One of the works in crochet produced by Lili Cooperative – developed by the incarcerated women of Tremembé and supported by Humanitas360 – is being displayed at the “EntreMeadas” exhibition, at Sesc Vila Mariana, in São Paulo, Brazil. The exposition curated by Adélia Borges highlights the production of twenty collectives of craftswomen from the state of São Paulo. Beside Lili’s, many artworks form the exhibition, such as the work of the quilombos Ivaporanduva and Sapatu, of the Aldeia lace makers, and of the craftswomen of Linha Nove, as well as former-housemaid Lucinda Bento’s artworks.
“I came to know the work of Lili Cooperative through the designers Renato Imbroisi and Cristiana Pereira, who collaborated in the development of the collections, and I was charmed”, tells the curator. “They are high-quality works that do not bring to the craftswomen fixed formulas, but intend to extract both theme and artistic expression from their own experiences.”
“It is a great satisfaction to be a part of this and to show this beautiful crochet of the girls in Tremembé. I hope we can grow and make progress with this work”, said Glaucia Celsa Lima, a member of Lili Cooperative who has been released from prison and attended the opening of the Festival. She recalled the workshops Humanitas360 promoted while she was still in prison, in which she learned embroidery techniques previously unknown to her, such as quilting and braiding. “We managed to gather each person’s needs”, remembers Thomaz.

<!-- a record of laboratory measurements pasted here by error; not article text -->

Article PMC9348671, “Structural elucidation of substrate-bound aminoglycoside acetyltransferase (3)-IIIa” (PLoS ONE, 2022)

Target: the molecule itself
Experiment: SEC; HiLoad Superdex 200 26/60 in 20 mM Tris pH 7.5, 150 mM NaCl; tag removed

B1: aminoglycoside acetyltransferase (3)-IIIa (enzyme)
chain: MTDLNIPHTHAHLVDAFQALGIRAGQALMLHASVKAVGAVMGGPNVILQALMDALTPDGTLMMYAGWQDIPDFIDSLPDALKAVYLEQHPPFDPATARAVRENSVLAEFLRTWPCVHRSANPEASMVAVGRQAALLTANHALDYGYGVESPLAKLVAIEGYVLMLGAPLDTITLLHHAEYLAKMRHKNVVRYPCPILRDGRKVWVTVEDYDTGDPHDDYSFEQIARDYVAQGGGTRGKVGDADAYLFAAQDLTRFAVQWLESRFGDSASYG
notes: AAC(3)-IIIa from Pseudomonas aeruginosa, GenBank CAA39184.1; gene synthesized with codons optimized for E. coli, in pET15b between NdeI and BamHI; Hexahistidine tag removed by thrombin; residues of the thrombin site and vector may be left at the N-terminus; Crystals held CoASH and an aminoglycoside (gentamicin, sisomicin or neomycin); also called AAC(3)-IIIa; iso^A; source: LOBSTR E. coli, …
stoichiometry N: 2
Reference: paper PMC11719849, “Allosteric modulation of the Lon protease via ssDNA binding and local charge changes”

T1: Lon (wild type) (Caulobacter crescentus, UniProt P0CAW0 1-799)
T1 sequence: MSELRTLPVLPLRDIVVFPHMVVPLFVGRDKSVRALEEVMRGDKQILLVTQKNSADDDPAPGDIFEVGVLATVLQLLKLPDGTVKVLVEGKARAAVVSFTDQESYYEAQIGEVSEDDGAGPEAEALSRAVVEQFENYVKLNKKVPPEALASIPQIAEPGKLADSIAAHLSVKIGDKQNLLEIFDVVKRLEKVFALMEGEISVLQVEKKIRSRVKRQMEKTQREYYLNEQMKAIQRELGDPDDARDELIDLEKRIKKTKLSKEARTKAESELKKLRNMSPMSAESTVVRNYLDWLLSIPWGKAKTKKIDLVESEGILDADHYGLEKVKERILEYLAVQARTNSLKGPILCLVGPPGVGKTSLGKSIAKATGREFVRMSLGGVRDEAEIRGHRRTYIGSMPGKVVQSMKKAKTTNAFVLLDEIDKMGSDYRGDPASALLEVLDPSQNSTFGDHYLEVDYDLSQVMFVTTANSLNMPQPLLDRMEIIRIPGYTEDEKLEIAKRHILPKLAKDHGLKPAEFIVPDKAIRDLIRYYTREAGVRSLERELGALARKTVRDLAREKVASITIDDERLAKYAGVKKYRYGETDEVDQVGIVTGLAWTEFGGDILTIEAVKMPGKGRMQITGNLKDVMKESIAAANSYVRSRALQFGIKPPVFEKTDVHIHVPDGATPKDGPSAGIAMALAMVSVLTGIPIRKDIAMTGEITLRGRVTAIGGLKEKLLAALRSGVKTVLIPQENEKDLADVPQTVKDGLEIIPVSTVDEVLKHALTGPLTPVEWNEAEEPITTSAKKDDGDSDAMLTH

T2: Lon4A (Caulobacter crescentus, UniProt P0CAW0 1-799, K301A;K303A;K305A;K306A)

Adélia Borges highlighted the importance of continuing Lili’s work: “I think it has everything it takes in order to be replicated in many Brazilian detention centers, because it respects the inmate, [and it is very interesting] that the income is also reverted to them”, underscoring how difficult it is for the incarcerated population of Brazil to be absorbed by the job market.
Regarding how the government of São Paulo paralyzed the operations of Lili Cooperative, Glaucia Celsa Lima questioned: “when this work starts to deal with artistic matters, [to stimulate] what each inmate has best to offer, such a veto appears”. By the time of the workshops, the participant even refused a semi-open regime in order to continue learning the sewing techniques. “It is a dream for all of us, there are several artists there.”
Amongst the other artworks displayed Luciana Bento’s tapestries stand out. Bento is from São Gonçalo do Sapucaí, in Minas Gerais, and worked as a housekeeper in São Paulo. Since 1981 she has been living in Américo Brasiliense, a municipality near Araraquara. Her work incorporates banana tree fibers, jute, cattails, and cotton. Odete Coradini’s braiding on the other hand uses corn stover in order to reproduce a star-shaped weave, her trademark. EntreMeadas exhibition continues on display until February 9 at Sesc Vila Mariana.
Tradução: Pedro Brener